Stock Market Overvalued by 55%?

Why It Feels Like 2007 All Over AgainOne of the oldest and most reliable ways to assess the value of the stock market is to look at its price-to-earnings (P/E) multiple. This multiple measures how much investors are willing to pay for each dollar of earnings. P/E multiples of 15 mean investors are willing to pay $15.00 for every one dollar of earnings.

When we look at the Shiller P/E multiple, it’s yelling, “The stock market is overvalued!” Shiller’s P/E multiple (adjusted for inflation) stood at 25.61 for the S&P 500 in April. (Source: Yale University web site, last accessed May 13, 2014.)

Looking at Shiller’s P/E multiple for the S&P 500 companies on a monthly basis since 1881, it has only been above 25.61 eight percent of the time. Looking at the historical average, the present value of the Shiller P/E multiple suggests the stock market is overvalued by 55%!

Despite the market being overvalued, the number of bullish stock advisors continues to increase while bearish advisors are declining in numbers (which is negative for the stock market, as it always does the opposite of what is expected of it). Not many seem to be worried about a broad market sell-off (it’s another negative when investors become so complacent).


In the chart below, you’ll see the performance of the S&P 500; below it, you’ll see the results of a recent Investors Intelligence Advisors’ Sentiment Survey, with the bulls represented by the green and the bears in red. (Source: Investors Intelligence, last accessed May 12, 2014.)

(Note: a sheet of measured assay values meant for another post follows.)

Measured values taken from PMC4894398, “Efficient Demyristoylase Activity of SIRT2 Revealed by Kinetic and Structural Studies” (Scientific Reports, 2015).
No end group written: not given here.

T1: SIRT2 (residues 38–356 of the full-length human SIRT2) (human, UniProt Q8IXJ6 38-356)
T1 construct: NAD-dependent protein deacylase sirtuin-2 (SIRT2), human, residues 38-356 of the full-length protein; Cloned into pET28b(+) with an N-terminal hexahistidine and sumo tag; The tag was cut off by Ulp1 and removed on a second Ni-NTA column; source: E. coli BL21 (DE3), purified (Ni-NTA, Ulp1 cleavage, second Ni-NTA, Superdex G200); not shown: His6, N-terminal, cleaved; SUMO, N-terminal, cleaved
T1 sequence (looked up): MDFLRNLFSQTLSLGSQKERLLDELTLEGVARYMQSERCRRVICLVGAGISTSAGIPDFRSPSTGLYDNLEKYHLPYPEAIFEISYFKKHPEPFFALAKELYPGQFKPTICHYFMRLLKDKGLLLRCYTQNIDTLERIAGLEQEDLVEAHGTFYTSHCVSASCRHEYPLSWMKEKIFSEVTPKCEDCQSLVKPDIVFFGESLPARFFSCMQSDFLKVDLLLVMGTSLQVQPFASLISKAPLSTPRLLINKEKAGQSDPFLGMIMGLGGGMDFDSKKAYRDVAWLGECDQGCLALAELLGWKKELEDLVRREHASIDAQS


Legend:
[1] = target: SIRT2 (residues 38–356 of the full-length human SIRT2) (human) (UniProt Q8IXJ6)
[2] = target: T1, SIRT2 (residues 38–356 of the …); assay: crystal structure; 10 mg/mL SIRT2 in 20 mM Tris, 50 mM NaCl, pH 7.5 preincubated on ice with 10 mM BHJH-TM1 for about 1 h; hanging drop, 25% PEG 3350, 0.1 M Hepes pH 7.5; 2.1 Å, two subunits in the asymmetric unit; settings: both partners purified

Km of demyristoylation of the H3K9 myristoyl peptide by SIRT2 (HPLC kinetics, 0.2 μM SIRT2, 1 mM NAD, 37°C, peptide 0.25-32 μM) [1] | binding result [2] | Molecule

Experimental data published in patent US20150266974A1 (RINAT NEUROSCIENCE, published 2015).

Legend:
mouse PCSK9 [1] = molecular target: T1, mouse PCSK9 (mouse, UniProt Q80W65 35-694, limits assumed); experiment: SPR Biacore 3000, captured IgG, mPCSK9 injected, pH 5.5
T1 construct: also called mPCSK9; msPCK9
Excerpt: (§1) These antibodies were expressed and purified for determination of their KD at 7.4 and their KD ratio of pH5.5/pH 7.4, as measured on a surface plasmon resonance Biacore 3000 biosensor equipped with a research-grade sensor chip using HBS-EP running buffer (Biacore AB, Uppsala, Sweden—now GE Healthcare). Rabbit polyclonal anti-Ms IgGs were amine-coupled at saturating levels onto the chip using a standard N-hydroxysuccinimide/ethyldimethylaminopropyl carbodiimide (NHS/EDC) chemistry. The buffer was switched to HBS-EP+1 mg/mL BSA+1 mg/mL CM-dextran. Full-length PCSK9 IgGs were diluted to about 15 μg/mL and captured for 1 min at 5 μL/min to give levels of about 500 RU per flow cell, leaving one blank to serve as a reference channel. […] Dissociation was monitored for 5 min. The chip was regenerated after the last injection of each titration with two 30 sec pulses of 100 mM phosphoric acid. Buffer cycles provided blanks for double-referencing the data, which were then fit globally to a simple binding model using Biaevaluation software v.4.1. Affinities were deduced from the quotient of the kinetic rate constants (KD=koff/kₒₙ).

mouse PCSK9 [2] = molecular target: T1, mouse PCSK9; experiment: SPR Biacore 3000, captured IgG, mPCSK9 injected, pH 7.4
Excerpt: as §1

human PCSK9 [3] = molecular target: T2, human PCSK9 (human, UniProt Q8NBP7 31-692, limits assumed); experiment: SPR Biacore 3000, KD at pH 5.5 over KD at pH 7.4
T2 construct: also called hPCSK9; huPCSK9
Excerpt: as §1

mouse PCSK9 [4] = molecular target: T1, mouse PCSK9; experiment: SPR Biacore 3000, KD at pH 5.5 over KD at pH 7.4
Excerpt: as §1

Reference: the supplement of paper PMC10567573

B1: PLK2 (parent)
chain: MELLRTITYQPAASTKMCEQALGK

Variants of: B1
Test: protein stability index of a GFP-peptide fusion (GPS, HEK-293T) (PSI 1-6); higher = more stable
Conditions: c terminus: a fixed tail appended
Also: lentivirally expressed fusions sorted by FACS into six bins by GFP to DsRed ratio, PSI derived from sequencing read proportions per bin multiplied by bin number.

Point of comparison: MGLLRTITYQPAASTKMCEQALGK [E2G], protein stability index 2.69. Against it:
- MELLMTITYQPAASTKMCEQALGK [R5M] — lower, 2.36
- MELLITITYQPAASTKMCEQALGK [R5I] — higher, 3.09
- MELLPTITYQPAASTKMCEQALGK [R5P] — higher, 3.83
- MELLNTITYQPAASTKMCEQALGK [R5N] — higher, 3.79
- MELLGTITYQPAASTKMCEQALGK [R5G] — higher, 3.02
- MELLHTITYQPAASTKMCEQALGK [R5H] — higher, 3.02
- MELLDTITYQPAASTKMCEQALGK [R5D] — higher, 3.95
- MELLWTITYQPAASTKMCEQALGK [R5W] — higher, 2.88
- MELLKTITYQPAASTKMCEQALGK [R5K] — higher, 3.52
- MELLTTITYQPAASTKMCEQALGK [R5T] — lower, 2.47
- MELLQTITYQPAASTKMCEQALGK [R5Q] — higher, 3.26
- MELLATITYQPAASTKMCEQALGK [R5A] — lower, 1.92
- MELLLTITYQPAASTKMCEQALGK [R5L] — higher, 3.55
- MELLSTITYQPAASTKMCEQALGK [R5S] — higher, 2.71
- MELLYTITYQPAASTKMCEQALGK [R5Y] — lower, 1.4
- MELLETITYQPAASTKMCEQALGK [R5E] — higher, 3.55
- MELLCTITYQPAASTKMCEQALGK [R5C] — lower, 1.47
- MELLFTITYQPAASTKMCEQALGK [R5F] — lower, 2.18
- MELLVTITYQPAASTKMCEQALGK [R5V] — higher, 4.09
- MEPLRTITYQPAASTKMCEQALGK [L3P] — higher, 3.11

s&P 500 Large Cap Index Chart

Chart courtesy of​​​​

You will see from the chart above that those who were bearish (red) on the stock market have thrown in the towel. Their number has been declining since the bottom was made on the stock market in 2009. On the other hand, the bulls (green) have increased in number significantly.

As I have been saying in these pages for months now, the stars are lining up perfectly for a major market sell-off. All the indicators we follow remind us of 2007, just before the stock market crashed.

Individual investors are buying stocks and even conservative pension funds are rushing into the stock market. We’ve seen a sharp rise in margin debt (the amount of money people borrow to buy stocks). More and more companies are warning about their corporate earnings. Corporate revenue growth is very weak and earnings per share, in many cases, are being beaten simply because companies are buying back their stock to reduce the number of shares outstanding.

I don’t think the U.S. stock market is worth the risk. The upside potential is limited and with the chances of a market sell-off, the risks are far too great.